For almost a decade, followers of cult television series The X-Files were promised that 'the truth is out there'. However when the original show ended in 2002, we were actually left with a number of unanswered questions and unravelled plot threads. The films that followed were meant to clear things up later, but a legal dispute between creator/showrunner Chris Carter and studio 20th Century Fox meant that the first feature film wasn't released until six years after the final episode was aired.
The movie, entitled I Want To Believe, was an obvious cash cow and didn't exactly satisfy fans of the show, and the alternative long-promised films never did see the light of day. However, all of that looks to be rectified now, suggests Carter, in the six-part miniseries that began in the US last night.
Set eight years after former FBI agents Fox Mulder (David Duchovny) and Dana Scully (Gillian Anderson) laid to rest their now-long-dormant investigations into the paranormal, the new continuation show sees them reunite to re-open some of the cases and revisit their initial discoveries. Originally, the mythology that drove the show revolved around the gradual colonisation of Earth by a race of extraterrestrial beings that were last here millennia ago, when the last ice age drove them off the planet. Working with a secret government body that called itself the Syndicate, the two parties agreed on a colonisation date of 22 December 2012 – which, of course, has now been and gone.
However, the new episodes do not seem to adhere to the story of depicting a destroyed humanity. Carter opted instead to have the alien invasion never take place. When asked whether he still sees the world-ending event as the lynchpin of the entire X-Files storyline – or if he views it differently now, and it has become a far-off backdrop for Mulder and Scully's stories to have been told against – Carter replied: "I see it as now part and parcel of a conspiracy that has actually mushroomed. It's not as if we're saying that what Mulder once believed can be thrown out the window – it's now that what Mulder once believed is a fraction of what looks like a much larger picture that had been kept from him."
The ideas of a bigger conspiracy becoming the basis of these new episodes makes sense when you look at the new posters for the miniseries. While the iconic 'I want to believe' poster we first saw in Mulder's basement office at the J Edgar Hoover Building in Washington DC in the pilot episode exhibits a hopeful kind of wondering, the newer images are a little more sceptical. The 'Trust no one' poster in particular supports the idea that this new series is going to be more about unknown conspiracies on Earth rather than extraterrestrial events or subjects that have been visited on the original show before.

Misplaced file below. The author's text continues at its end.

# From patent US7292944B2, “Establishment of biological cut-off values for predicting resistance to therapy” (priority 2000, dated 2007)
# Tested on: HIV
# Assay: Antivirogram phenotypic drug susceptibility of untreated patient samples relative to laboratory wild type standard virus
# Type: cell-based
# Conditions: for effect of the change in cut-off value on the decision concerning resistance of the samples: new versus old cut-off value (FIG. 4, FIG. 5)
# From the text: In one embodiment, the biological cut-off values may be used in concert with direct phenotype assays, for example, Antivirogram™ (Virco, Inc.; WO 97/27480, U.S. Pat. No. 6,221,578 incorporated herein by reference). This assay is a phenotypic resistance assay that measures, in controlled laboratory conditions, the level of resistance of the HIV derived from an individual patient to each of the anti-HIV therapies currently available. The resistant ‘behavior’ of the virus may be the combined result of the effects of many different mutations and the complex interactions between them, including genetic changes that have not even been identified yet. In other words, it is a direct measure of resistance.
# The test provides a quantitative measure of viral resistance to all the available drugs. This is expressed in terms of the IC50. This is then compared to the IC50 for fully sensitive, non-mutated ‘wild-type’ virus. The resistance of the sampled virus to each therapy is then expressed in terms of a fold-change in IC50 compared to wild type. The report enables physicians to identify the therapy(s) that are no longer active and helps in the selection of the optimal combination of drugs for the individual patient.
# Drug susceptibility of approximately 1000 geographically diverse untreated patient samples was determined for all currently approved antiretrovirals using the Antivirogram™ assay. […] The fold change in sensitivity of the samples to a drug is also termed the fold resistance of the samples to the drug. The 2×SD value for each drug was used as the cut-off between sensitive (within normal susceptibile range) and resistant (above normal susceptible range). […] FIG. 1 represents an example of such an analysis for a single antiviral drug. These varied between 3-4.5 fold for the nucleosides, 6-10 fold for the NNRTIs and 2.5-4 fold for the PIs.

But will Mulder be able to get to the bottom of everything in just six instalments? Carter is certainly cryptic on that point.
"It's interesting. You've got a heroic quality – he's the most unlikely hero, but he does have a kind of heroic quality in that sense, and the mythology that developed around him gave him a kind of saviour-like quality. That said, I would never label him a saviour, but I would label him an agent of change. I would only spoil it for you if I told you, but I can tell you that they come back in a way that you will absolutely never expect. If I gave you a hundred guesses right now, you'd never get it."
As always, everything about The X-Files is shrouded in secrecy, and we can only guess what kind of storylines we will be subjected to across the remaining five episodes. Let's just hope that things are a little more conclusive this time when the ending comes around. The X-Files continues tonight (25 January 2016) on FOX at 8pm EST.
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